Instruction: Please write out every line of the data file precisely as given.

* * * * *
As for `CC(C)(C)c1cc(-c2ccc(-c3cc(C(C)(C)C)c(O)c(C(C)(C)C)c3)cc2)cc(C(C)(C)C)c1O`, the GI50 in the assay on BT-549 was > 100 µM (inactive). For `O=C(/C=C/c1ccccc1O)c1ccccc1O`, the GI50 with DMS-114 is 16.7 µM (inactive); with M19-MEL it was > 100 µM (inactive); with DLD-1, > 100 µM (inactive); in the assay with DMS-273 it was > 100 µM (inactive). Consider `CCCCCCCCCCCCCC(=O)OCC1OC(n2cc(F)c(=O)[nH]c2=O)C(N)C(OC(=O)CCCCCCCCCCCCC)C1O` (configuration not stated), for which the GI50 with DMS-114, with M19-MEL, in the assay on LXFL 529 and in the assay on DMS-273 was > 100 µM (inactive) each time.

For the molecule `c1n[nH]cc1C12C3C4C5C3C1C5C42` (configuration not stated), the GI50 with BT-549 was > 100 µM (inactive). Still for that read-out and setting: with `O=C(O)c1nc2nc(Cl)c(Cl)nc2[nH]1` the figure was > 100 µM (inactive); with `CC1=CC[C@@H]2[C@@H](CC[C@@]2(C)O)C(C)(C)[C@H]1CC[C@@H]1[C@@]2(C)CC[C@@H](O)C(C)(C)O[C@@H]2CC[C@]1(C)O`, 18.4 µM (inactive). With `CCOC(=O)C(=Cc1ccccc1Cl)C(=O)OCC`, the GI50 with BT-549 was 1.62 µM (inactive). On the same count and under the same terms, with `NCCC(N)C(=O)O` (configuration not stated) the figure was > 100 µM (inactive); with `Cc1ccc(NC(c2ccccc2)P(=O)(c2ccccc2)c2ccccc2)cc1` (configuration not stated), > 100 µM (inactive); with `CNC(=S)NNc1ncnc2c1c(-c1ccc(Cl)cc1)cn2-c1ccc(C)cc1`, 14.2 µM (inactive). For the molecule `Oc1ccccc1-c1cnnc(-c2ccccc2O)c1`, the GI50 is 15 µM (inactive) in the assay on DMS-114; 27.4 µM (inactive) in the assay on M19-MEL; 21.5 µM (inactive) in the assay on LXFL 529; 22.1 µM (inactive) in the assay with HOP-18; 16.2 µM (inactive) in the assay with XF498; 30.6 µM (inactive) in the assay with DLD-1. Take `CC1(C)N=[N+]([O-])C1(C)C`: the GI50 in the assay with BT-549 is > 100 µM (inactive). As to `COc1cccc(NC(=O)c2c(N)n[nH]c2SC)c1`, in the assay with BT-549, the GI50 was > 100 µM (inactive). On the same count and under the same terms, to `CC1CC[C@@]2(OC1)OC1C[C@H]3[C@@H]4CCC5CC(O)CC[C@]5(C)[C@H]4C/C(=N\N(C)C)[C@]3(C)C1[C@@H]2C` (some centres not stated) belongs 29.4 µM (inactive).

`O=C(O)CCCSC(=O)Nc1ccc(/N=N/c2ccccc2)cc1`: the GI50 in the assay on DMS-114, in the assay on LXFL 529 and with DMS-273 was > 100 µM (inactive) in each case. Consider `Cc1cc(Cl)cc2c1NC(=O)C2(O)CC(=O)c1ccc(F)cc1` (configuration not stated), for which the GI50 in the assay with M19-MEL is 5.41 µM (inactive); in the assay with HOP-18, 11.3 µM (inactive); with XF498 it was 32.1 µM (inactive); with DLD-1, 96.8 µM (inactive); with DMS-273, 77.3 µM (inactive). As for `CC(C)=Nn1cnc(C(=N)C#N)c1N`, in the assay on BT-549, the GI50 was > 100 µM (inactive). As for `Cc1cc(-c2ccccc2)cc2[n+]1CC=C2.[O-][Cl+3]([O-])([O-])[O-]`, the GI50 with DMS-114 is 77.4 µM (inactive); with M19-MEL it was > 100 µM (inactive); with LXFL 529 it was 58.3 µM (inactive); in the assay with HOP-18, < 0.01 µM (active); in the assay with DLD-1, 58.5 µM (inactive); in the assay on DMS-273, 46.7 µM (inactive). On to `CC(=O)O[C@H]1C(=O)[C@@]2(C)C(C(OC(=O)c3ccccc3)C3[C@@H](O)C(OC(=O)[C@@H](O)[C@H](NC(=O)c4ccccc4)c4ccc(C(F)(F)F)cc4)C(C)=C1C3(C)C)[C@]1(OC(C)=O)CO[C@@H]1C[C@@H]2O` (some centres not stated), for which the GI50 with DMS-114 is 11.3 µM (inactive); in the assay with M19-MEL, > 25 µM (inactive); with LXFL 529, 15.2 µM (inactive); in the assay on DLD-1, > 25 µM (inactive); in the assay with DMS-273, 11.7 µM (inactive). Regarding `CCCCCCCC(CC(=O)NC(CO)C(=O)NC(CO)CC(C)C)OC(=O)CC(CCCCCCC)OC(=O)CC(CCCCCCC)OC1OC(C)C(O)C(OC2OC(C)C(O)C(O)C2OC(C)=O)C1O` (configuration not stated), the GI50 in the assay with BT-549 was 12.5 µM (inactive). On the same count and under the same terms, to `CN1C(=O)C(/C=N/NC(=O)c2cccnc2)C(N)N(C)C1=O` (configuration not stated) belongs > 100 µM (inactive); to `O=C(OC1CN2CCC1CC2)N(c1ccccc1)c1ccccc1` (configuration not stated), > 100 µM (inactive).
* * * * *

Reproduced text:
As for `CC(C)(C)c1cc(-c2ccc(-c3cc(C(C)(C)C)c(O)c(C(C)(C)C)c3)cc2)cc(C(C)(C)C)c1O`, the GI50 in the assay on BT-549 was > 100 µM (inactive). For `O=C(/C=C/c1ccccc1O)c1ccccc1O`, the GI50 with DMS-114 is 16.7 µM (inactive); with M19-MEL it was > 100 µM (inactive); with DLD-1, > 100 µM (inactive); in the assay with DMS-273 it was > 100 µM (inactive). Consider `CCCCCCCCCCCCCC(=O)OCC1OC(n2cc(F)c(=O)[nH]c2=O)C(N)C(OC(=O)CCCCCCCCCCCCC)C1O` (configuration not stated), for which the GI50 with DMS-114, with M19-MEL, in the assay on LXFL 529 and in the assay on DMS-273 was > 100 µM (inactive) each time.

For the molecule `c1n[nH]cc1C12C3C4C5C3C1C5C42` (configuration not stated), the GI50 with BT-549 was > 100 µM (inactive). Still for that read-out and setting: with `O=C(O)c1nc2nc(Cl)c(Cl)nc2[nH]1` the figure was > 100 µM (inactive); with `CC1=CC[C@@H]2[C@@H](CC[C@@]2(C)O)C(C)(C)[C@H]1CC[C@@H]1[C@@]2(C)CC[C@@H](O)C(C)(C)O[C@@H]2CC[C@]1(C)O`, 18.4 µM (inactive). With `CCOC(=O)C(=Cc1ccccc1Cl)C(=O)OCC`, the GI50 with BT-549 was 1.62 µM (inactive). On the same count and under the same terms, with `NCCC(N)C(=O)O` (configuration not stated) the figure was > 100 µM (inactive); with `Cc1ccc(NC(c2ccccc2)P(=O)(c2ccccc2)c2ccccc2)cc1` (configuration not stated), > 100 µM (inactive); with `CNC(=S)NNc1ncnc2c1c(-c1ccc(Cl)cc1)cn2-c1ccc(C)cc1`, 14.2 µM (inactive). For the molecule `Oc1ccccc1-c1cnnc(-c2ccccc2O)c1`, the GI50 is 15 µM (inactive) in the assay on DMS-114; 27.4 µM (inactive) in the assay on M19-MEL; 21.5 µM (inactive) in the assay on LXFL 529; 22.1 µM (inactive) in the assay with HOP-18; 16.2 µM (inactive) in the assay with XF498; 30.6 µM (inactive) in the assay with DLD-1. Take `CC1(C)N=[N+]([O-])C1(C)C`: the GI50 in the assay with BT-549 is > 100 µM (inactive). As to `COc1cccc(NC(=O)c2c(N)n[nH]c2SC)c1`, in the assay with BT-549, the GI50 was > 100 µM (inactive). On the same count and under the same terms, to `CC1CC[C@@]2(OC1)OC1C[C@H]3[C@@H]4CCC5CC(O)CC[C@]5(C)[C@H]4C/C(=N\N(C)C)[C@]3(C)C1[C@@H]2C` (some centres not stated) belongs 29.4 µM (inactive).

`O=C(O)CCCSC(=O)Nc1ccc(/N=N/c2ccccc2)cc1`: the GI50 in the assay on DMS-114, in the assay on LXFL 529 and with DMS-273 was > 100 µM (inactive) in each case. Consider `Cc1cc(Cl)cc2c1NC(=O)C2(O)CC(=O)c1ccc(F)cc1` (configuration not stated), for which the GI50 in the assay with M19-MEL is 5.41 µM (inactive); in the assay with HOP-18, 11.3 µM (inactive); with XF498 it was 32.1 µM (inactive); with DLD-1, 96.8 µM (inactive); with DMS-273, 77.3 µM (inactive). As for `CC(C)=Nn1cnc(C(=N)C#N)c1N`, in the assay on BT-549, the GI50 was > 100 µM (inactive). As for `Cc1cc(-c2ccccc2)cc2[n+]1CC=C2.[O-][Cl+3]([O-])([O-])[O-]`, the GI50 with DMS-114 is 77.4 µM (inactive); with M19-MEL it was > 100 µM (inactive); with LXFL 529 it was 58.3 µM (inactive); in the assay with HOP-18, < 0.01 µM (active); in the assay with DLD-1, 58.5 µM (inactive); in the assay on DMS-273, 46.7 µM (inactive). On to `CC(=O)O[C@H]1C(=O)[C@@]2(C)C(C(OC(=O)c3ccccc3)C3[C@@H](O)C(OC(=O)[C@@H](O)[C@H](NC(=O)c4ccccc4)c4ccc(C(F)(F)F)cc4)C(C)=C1C3(C)C)[C@]1(OC(C)=O)CO[C@@H]1C[C@@H]2O` (some centres not stated), for which the GI50 with DMS-114 is 11.3 µM (inactive); in the assay with M19-MEL, > 25 µM (inactive); with LXFL 529, 15.2 µM (inactive); in the assay on DLD-1, > 25 µM (inactive); in the assay with DMS-273, 11.7 µM (inactive). Regarding `CCCCCCCC(CC(=O)NC(CO)C(=O)NC(CO)CC(C)C)OC(=O)CC(CCCCCCC)OC(=O)CC(CCCCCCC)OC1OC(C)C(O)C(OC2OC(C)C(O)C(O)C2OC(C)=O)C1O` (configuration not stated), the GI50 in the assay with BT-549 was 12.5 µM (inactive). On the same count and under the same terms, to `CN1C(=O)C(/C=N/NC(=O)c2cccnc2)C(N)N(C)C1=O` (configuration not stated) belongs > 100 µM (inactive); to `O=C(OC1CN2CCC1CC2)N(c1ccccc1)c1ccccc1` (configuration not stated), > 100 µM (inactive).